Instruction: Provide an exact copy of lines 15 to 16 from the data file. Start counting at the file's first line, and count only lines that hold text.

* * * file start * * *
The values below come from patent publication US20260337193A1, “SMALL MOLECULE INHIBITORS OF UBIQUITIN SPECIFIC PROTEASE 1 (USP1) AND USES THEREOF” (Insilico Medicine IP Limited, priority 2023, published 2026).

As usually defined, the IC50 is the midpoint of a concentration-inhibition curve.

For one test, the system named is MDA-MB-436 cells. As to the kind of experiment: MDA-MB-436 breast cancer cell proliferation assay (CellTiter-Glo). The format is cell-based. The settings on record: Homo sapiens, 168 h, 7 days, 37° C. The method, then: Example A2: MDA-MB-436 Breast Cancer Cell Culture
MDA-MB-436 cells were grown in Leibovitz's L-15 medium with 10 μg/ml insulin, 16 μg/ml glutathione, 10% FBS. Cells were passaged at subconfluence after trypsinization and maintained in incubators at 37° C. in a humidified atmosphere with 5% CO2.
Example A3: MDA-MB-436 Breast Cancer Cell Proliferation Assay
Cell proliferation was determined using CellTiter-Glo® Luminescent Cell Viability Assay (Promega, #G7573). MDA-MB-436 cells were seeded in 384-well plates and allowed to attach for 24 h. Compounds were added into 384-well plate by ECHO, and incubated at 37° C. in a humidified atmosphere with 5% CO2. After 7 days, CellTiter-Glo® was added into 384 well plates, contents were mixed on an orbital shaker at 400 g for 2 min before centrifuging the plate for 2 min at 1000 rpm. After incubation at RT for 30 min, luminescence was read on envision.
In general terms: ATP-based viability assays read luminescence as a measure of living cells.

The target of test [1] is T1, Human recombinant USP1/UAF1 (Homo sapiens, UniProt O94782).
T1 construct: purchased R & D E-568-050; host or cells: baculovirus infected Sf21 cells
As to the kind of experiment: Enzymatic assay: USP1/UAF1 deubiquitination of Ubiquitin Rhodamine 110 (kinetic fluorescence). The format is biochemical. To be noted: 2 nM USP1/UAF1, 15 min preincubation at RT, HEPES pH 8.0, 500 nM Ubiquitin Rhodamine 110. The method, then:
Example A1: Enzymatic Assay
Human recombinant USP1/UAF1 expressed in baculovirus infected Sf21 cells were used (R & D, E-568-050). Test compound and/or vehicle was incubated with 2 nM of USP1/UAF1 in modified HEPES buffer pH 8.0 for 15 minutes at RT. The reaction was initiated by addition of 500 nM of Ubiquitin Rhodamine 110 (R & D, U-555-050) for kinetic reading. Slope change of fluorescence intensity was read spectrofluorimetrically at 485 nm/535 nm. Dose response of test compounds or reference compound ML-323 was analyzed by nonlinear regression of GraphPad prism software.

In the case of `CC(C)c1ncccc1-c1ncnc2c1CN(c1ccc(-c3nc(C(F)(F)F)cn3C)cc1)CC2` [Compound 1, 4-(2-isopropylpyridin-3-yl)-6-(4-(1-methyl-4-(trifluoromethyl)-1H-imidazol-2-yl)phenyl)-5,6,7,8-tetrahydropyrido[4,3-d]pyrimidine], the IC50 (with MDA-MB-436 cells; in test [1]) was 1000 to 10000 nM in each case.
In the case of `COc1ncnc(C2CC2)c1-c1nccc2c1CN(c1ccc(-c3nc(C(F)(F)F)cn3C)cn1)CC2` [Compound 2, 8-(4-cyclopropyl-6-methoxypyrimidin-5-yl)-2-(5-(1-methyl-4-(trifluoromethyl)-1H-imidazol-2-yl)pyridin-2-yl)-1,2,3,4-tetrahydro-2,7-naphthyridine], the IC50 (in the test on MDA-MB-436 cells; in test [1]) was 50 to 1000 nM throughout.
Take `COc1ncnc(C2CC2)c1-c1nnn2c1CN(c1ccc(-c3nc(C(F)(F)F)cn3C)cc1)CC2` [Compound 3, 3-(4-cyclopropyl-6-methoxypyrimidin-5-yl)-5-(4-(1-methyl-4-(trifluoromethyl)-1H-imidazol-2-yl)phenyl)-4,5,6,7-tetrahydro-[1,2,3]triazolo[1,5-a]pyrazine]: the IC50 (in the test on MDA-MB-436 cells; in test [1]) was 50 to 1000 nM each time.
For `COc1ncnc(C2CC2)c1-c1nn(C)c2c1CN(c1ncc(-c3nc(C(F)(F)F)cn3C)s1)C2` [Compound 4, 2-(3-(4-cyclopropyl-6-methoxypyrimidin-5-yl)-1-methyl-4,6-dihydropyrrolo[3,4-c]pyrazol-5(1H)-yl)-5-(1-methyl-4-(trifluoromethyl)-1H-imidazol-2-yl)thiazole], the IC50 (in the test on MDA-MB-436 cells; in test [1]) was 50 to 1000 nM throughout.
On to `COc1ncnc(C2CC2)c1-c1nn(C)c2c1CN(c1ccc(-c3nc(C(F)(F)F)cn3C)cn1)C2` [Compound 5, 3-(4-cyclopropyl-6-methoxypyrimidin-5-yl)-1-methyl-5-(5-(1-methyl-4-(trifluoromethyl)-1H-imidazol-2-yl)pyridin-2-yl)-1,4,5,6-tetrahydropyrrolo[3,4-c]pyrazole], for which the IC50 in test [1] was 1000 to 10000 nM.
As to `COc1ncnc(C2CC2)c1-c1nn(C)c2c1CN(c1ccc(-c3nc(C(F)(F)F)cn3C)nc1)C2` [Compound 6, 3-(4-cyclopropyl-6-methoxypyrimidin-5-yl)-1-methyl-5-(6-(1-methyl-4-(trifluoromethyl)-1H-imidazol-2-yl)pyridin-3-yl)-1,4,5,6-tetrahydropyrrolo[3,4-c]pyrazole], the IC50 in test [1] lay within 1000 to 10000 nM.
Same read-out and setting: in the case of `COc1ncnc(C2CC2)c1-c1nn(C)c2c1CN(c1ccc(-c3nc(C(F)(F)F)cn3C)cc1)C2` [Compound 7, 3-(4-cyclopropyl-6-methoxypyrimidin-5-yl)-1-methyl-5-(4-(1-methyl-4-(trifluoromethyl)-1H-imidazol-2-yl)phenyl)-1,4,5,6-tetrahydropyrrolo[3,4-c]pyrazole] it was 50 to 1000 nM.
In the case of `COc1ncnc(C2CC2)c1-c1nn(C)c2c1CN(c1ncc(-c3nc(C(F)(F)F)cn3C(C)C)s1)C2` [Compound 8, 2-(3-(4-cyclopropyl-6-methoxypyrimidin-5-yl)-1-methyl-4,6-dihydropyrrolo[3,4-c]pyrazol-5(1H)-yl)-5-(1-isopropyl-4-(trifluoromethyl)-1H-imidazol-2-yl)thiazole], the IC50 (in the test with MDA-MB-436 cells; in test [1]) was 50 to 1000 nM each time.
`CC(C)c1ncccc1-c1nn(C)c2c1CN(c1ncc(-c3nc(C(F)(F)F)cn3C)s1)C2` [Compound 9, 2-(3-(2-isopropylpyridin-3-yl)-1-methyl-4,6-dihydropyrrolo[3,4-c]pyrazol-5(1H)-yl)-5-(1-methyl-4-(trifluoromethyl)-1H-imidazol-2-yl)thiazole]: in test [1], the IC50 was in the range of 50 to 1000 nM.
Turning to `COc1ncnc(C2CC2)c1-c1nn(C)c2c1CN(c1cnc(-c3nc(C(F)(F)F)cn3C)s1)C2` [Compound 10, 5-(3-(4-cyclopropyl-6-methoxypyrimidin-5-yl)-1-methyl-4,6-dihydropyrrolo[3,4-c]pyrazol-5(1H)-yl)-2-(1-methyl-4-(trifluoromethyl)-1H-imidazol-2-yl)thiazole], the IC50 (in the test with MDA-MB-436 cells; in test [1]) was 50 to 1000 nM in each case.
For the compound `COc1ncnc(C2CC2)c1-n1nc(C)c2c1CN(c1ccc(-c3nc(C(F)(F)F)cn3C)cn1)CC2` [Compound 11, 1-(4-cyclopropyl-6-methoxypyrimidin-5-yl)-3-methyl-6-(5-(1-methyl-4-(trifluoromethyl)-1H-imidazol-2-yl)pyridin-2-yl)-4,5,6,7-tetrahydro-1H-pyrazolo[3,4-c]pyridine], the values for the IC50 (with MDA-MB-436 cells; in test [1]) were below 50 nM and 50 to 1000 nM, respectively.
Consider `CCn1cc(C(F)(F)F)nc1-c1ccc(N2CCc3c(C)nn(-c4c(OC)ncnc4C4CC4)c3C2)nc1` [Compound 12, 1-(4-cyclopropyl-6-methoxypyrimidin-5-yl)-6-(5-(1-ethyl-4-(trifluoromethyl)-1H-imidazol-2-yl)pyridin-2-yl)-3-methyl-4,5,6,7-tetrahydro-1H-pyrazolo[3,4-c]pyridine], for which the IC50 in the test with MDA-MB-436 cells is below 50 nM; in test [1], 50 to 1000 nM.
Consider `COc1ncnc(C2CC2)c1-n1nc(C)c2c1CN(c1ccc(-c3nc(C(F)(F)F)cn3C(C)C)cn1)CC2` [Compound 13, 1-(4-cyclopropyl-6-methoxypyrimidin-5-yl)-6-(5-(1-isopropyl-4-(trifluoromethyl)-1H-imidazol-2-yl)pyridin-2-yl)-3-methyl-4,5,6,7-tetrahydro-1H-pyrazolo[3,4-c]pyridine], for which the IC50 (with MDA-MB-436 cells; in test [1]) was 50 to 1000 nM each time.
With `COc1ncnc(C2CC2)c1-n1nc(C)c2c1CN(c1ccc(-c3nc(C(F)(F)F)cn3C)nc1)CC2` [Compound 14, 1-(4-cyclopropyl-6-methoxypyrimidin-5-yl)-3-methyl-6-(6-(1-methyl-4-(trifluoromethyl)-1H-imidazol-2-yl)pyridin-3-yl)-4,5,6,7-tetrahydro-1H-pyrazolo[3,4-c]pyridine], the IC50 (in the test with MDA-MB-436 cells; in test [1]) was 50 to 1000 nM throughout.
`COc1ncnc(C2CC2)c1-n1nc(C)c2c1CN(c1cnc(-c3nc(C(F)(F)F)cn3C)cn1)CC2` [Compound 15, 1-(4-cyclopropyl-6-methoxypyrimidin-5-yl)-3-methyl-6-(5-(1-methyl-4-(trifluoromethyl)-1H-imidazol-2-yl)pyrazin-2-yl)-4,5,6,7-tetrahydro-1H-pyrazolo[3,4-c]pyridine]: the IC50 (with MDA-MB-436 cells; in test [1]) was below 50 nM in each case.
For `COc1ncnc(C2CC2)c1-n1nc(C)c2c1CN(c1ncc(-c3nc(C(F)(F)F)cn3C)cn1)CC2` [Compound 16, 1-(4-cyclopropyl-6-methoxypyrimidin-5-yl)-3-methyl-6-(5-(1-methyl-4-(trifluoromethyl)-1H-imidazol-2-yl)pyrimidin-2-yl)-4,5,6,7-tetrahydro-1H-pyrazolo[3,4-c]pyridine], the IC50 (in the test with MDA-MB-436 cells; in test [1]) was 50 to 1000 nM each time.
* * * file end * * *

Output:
Take `COc1ncnc(C2CC2)c1-c1nnn2c1CN(c1ccc(-c3nc(C(F)(F)F)cn3C)cc1)CC2` [Compound 3, 3-(4-cyclopropyl-6-methoxypyrimidin-5-yl)-5-(4-(1-methyl-4-(trifluoromethyl)-1H-imidazol-2-yl)phenyl)-4,5,6,7-tetrahydro-[1,2,3]triazolo[1,5-a]pyrazine]: the IC50 (in the test on MDA-MB-436 cells; in test [1]) was 50 to 1000 nM each time.
For `COc1ncnc(C2CC2)c1-c1nn(C)c2c1CN(c1ncc(-c3nc(C(F)(F)F)cn3C)s1)C2` [Compound 4, 2-(3-(4-cyclopropyl-6-methoxypyrimidin-5-yl)-1-methyl-4,6-dihydropyrrolo[3,4-c]pyrazol-5(1H)-yl)-5-(1-methyl-4-(trifluoromethyl)-1H-imidazol-2-yl)thiazole], the IC50 (in the test on MDA-MB-436 cells; in test [1]) was 50 to 1000 nM throughout.